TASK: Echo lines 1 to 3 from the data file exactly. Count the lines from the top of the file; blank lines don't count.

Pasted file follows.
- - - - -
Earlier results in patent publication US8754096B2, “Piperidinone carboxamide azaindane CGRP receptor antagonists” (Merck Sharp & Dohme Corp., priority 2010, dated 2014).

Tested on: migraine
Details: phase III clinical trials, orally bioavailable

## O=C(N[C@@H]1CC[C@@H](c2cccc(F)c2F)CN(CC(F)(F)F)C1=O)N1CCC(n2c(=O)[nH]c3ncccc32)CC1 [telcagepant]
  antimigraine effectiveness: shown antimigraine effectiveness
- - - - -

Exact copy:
Earlier results in patent publication US8754096B2, “Piperidinone carboxamide azaindane CGRP receptor antagonists” (Merck Sharp & Dohme Corp., priority 2010, dated 2014).

Tested on: migraine
Details: phase III clinical trials, orally bioavailable